Don’t Let Fear Get in the Way of Your Health: Get a Colonoscopy
Colorectal cancer is the fourth most common cancer in both men and women in the United States and the second most common cause of death – but it’s also one of the most preventable cancers. Regular screenings, such as a colonoscopy, can be the difference between a minor inconvenience and a major life-threatening disease.
March is National Colorectal Cancer Awareness Month and the perfect time to learn about potential screenings that can save your life.
We spoke with Raymond Sandler, MD, a gastroenterologist, and director of endoscopy at Jackson North Medical Center, to find out when you should get screened, what you can expect during a colonoscopy, and worrisome symptoms that you should bring to your doctor’s attention right away.
Why are colonoscopies and other colorectal screenings important?
Colon cancer is very treatable if it is found early. However, the longer the cancer grows and spreads, the more complications it can cause. That is why we stress the importance of colorectal screenings, so we can detect the cancer as early as possible when it is treatable and/or can be removed.
In addition, many patients do not experience any symptoms of colon cancer until it has progressed, and about 75 percent of patients diagnosed with colon cancer had no family history of the disease.
Therefore, often the only way to detect colon cancer early is through screenings, such as a colonoscopy.
Who should get a colonoscopy or other colorectal screening?
It’s recommended to have your first colonoscopy done around the age of 45. If no polyps are found during the test, your doctor will ask you to come back in 10 years for a repeat exam.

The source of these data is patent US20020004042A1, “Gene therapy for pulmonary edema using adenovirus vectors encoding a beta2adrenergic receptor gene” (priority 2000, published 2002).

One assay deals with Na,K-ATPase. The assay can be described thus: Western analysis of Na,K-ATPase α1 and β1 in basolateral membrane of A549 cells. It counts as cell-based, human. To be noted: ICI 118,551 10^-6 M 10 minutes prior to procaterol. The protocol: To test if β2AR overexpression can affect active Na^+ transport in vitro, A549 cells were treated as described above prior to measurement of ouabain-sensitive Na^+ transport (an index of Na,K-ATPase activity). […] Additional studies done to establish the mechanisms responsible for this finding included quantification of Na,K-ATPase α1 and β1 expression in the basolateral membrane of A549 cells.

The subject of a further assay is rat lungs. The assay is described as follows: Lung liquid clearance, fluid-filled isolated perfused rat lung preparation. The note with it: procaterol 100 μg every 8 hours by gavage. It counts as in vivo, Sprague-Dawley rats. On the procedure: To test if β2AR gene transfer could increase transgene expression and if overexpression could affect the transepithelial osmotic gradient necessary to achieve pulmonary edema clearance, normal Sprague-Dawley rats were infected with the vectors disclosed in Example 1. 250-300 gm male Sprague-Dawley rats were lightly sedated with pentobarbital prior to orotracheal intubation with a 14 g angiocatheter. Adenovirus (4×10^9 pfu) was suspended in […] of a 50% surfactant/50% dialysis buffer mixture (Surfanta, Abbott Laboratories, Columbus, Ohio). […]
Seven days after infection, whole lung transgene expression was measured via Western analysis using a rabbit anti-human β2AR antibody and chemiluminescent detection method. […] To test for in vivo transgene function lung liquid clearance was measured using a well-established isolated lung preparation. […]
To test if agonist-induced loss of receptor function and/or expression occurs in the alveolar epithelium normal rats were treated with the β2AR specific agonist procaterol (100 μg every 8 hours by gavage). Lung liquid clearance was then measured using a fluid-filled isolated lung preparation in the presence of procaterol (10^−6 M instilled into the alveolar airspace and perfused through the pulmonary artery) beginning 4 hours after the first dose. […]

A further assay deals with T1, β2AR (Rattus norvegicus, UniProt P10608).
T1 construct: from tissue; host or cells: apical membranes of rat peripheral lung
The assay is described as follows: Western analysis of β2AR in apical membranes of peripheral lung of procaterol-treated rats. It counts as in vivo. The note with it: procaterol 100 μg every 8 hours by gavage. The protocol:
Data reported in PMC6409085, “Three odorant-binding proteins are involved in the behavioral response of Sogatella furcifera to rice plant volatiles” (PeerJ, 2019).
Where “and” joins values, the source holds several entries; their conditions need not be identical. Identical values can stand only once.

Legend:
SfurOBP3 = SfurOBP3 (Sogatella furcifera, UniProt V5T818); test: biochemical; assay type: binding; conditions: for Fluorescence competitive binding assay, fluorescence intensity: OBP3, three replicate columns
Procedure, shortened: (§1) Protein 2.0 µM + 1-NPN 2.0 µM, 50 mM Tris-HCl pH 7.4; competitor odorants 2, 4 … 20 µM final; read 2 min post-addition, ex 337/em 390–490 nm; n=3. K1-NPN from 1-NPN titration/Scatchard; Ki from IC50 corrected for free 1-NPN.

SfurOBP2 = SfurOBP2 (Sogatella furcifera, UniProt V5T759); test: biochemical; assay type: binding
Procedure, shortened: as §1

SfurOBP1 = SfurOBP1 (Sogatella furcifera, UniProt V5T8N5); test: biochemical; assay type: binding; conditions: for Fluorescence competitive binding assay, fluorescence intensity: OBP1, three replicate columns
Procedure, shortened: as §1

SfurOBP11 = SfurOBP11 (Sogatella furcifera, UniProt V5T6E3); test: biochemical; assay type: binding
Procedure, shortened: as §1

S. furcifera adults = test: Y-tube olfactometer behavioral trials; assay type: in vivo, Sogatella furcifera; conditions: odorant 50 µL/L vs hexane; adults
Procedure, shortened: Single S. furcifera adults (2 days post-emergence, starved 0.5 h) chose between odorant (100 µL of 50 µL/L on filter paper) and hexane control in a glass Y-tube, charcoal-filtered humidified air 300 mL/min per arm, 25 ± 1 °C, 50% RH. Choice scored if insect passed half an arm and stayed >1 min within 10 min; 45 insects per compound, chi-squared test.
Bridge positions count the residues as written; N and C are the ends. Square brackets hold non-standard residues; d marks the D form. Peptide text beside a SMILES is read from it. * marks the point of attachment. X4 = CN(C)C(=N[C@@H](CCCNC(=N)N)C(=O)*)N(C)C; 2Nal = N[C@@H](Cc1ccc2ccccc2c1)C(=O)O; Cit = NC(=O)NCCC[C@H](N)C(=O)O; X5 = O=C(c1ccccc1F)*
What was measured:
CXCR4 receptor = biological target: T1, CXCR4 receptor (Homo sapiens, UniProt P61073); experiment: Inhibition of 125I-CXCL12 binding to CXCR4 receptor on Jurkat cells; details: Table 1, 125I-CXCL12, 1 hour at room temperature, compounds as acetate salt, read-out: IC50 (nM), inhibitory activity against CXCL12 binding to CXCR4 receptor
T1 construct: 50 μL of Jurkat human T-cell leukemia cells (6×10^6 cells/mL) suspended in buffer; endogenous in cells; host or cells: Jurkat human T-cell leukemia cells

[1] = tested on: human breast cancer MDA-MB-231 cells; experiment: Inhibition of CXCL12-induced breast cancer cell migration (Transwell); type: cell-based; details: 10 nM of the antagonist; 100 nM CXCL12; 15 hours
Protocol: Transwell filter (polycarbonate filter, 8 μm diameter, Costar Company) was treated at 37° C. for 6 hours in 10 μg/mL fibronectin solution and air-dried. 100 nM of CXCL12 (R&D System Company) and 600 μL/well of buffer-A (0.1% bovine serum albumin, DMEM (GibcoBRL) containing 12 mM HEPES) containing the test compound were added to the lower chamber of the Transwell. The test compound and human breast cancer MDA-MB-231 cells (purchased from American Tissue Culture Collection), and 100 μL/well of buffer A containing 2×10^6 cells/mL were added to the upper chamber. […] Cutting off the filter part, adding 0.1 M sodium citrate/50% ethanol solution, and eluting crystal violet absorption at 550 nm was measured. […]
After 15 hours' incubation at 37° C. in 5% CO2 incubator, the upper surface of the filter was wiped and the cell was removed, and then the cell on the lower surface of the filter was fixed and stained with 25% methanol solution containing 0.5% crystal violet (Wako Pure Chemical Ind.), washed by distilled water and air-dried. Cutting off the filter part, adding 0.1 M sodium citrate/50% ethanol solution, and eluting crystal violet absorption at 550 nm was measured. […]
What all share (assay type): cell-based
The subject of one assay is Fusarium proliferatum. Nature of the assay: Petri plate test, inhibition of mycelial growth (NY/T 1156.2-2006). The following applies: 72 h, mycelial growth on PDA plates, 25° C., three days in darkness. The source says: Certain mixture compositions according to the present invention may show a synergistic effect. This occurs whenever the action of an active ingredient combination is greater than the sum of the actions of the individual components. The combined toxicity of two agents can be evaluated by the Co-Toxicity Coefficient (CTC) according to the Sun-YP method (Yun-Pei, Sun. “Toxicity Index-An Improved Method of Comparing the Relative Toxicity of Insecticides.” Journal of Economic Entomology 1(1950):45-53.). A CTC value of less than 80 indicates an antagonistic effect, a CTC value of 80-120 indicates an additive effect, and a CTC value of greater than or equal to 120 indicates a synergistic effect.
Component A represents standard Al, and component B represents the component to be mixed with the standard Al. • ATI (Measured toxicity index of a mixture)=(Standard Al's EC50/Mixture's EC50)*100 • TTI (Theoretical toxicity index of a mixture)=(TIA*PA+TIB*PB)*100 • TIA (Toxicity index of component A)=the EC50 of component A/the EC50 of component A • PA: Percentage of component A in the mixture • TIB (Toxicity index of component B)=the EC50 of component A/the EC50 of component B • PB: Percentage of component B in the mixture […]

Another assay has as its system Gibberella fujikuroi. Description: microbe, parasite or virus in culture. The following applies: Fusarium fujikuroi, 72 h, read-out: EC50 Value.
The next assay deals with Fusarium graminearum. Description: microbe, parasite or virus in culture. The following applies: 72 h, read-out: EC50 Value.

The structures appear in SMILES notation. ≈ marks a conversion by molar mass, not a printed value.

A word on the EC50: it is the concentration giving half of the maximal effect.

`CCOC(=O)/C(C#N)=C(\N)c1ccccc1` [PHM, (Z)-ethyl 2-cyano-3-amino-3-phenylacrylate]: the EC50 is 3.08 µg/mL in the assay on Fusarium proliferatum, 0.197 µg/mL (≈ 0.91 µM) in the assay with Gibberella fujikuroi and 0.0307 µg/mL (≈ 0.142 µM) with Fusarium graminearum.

It’s important to talk to your doctor about your family history, symptoms, and overall health, as those factors may impact when they recommend your first screening.
Colonoscopies are one of the most common screening tests for colon cancer, but often people are nervous about undergoing the process. What can patients expect?
Colonoscopies remain the gold standard for colon cancer prevention. All patients are sedated before the procedure.
During a colonoscopy, your doctor will insert a flexible instrument with a camera through the anus to examine the colon. Biopsies can be taken from the instrument, and if needed, polyps or other types of abnormal tissue can be removed as well.
Most people do not experience any discomfort or pain, and the entire procedure takes only about 30 minutes. When patients wake up, they may experience some grogginess as a side effect of the sedative.
The most challenging part of the procedure is preparing for it. To get a good look at the colon, it must be free of solid matter. This means for one to three days before the colonoscopy, patients must follow a low fiber or clear-liquid diet, which can include apple juice, chicken broth, beef broth or bouillon, lemon-lime soda, lemonade, sports drink, and water.
What happens if something is found during a routine colonoscopy?
If a small polyp is found, the doctor will probably remove it. If the doctor sees a large polyp, a tumor, or any abnormality, a biopsy will be performed and sent to a lab to be checked for cancer or pre-cancer cells.
If colon cancer is found, it is treated through surgery to remove the cancer, if possible, chemotherapy and radiation, or some combination of the three.
What symptoms are a sign that a patient should see their doctor right away?
People with colon cancer often do not experience symptoms. However, if at any time you have rectal bleeding, unexplained abdominal pain, constipation, or change in bowel habits, it’s important to see your doctor.
Anything else you’d like to add?
Just do it. I perform about 1,500 colonoscopies a year and have seen these tests save lives. That’s why we passionately encourage patients to get checked regularly. With the risks due to the pandemic waning, we want people who have put off these preventive tests to make their health a priority and get tested. It could save your life.
For more information or to schedule an appointment, please call the Jackson North Multispecialty Center at 305-654-6850.